Thursday, December 25, 2014

30 Days of WrestleMania: Looking back at WrestleMania V

Because of the WWE Network, fans can now watch every single WrestleMania from start to finish.

30 Days of WrestleMania: Looking back at WrestleMania V

Randy "Macho Man" Savage, top, has challenger Hulk Hogan in a headlock during the main event for Wresltemania V in Atlantic City, N.J. (B. Vartan Boyajian/AP file)
Randy "Macho Man" Savage, top, has challenger Hulk Hogan in a headlock during the main event for Wresltemania V in Atlantic City, N.J. (B. Vartan Boyajian/AP file)

Because of the WWE Network, fans can now watch every single WrestleMania from start to finish.

So, for 30 days leading up to WrestleMania XXX, we will take an extensive look back at each event from the very first, to the most recent.

Here's the WrestleManias we've covered so far:

WM I | WM II | WM III | WM IV |

WrestleMania V

Date: April 2, 1989

Venue: Trump Plaza (Boardwalk Hall), Atlantic City, N.J.

Attendance: 20, 369

Match Results:

Hercules def. King Haku w/Bobby “The Brain” Heenan

The Twin Towers w/Slick def. The Rockers

“Million Dollar Man” Ted DiBiase w/Virgil vs. Brutus “The Barber” Beefcake went to a double count-out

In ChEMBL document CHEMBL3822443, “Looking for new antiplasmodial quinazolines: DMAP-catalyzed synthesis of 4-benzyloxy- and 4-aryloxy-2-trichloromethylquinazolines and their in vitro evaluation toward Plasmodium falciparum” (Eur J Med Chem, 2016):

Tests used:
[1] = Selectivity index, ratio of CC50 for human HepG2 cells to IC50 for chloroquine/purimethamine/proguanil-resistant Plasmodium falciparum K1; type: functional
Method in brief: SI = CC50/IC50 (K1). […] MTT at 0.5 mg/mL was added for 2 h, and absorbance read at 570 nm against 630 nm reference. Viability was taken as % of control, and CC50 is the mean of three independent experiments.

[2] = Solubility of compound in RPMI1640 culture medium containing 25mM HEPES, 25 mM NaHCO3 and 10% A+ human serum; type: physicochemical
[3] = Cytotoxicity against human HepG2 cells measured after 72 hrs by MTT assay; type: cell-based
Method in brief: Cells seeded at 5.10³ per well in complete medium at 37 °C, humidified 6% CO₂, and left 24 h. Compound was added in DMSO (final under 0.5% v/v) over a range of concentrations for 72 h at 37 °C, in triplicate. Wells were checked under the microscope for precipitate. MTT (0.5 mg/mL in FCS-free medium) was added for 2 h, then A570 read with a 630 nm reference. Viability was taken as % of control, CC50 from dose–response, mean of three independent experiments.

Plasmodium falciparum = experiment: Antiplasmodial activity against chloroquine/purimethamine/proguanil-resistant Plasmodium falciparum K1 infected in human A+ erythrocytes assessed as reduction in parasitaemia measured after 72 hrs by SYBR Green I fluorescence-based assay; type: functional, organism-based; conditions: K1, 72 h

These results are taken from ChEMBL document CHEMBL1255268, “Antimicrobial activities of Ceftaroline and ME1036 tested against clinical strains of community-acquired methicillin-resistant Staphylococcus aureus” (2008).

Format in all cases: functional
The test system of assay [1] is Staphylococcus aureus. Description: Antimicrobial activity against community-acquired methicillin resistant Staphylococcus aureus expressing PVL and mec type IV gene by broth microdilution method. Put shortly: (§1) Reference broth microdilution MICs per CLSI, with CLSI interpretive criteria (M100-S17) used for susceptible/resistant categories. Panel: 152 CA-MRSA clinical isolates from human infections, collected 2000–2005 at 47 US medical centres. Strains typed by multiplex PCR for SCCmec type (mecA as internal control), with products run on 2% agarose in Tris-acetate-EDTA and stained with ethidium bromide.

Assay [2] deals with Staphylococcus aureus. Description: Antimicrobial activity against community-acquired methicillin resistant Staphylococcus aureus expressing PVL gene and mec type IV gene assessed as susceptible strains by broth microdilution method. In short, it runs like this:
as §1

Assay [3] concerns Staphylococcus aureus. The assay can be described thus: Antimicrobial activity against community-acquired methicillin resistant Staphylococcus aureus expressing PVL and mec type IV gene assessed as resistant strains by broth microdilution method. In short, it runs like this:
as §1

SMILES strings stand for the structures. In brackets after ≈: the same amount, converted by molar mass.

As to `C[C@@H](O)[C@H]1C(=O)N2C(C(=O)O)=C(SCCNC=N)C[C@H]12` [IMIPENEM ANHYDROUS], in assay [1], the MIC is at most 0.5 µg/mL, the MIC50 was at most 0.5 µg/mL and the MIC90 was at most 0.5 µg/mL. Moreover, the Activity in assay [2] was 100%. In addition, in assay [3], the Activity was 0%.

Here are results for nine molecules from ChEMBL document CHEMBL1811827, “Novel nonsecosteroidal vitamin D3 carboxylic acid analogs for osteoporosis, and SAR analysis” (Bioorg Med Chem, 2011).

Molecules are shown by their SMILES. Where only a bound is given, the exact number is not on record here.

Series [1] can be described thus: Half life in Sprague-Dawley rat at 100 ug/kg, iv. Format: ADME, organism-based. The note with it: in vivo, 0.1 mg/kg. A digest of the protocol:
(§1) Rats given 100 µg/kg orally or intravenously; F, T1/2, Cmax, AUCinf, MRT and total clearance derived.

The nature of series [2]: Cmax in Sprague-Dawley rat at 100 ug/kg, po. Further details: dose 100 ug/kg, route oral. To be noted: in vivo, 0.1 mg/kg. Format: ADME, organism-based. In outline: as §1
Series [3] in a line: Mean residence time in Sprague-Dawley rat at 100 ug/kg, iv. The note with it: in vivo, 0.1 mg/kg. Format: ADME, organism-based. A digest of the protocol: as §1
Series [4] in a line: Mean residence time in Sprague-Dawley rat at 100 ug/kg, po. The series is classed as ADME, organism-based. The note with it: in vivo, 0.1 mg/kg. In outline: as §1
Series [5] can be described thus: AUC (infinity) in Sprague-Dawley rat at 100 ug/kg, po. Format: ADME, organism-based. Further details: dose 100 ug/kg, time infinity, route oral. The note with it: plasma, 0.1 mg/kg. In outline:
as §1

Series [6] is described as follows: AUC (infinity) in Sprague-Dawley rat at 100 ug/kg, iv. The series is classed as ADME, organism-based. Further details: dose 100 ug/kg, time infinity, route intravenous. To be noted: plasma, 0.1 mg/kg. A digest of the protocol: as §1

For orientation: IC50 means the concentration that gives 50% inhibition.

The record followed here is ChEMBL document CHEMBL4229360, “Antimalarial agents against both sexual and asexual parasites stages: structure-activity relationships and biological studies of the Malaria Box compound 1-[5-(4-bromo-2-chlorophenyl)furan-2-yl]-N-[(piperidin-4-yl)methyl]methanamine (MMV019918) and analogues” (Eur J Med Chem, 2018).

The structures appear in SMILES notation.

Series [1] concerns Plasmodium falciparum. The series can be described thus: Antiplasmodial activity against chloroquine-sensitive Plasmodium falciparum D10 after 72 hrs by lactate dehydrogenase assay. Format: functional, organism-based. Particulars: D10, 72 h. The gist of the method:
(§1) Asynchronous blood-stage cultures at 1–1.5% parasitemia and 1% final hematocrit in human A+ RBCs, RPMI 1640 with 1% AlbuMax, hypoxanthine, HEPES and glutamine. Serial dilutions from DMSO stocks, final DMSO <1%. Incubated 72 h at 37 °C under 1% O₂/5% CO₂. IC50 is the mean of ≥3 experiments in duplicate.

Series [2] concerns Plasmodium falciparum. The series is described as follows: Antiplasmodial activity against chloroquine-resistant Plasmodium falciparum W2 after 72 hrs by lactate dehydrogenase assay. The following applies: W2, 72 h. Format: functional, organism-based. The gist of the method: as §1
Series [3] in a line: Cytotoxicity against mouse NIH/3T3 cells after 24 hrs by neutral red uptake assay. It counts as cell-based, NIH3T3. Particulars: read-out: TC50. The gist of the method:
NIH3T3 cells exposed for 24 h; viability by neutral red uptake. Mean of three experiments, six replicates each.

The Bushwackers def. The Rougeau Brothers w/Jimmy Hart

Mr. Perfect def. Blue Blazer

World Tag Team Championship – Demolition (Ax & Smash) def. Powers of Pain (The Warlord & The Barbarian) & Mr. Fuji

Dino Bravo w/Frenchy Martin def. “Rugged” Ronnie Garvin

The Brain Busters w/Bobby “The Brain” Heenan def/ Strike Force

Jake “The Snake” Roberts def. Andre the Giant w/Bobby “The Brain” Heenan via disqualification (Big John Studd was special guest referee)

The Hart Foundation (Bret Hart & Jim “The Anvil” Neidhart) def. Honky Tonk Man & Greg “The Hammer Valentine w/Jimmy Hart

Intercontinental Championship – “Ravishing” Rick Rude w/Bobby “The Brain” Heenan def. Ultimate Warrior

Bad News Brown vs. Hacksaw Jim Duggan went to a no contest

The Red Rooster def. Bobby “The Brain” Heenan

WWE Championship – Hulk Hogan def. Randy “Macho Man” Savage w/Elizabeth in neutral corner

Observations: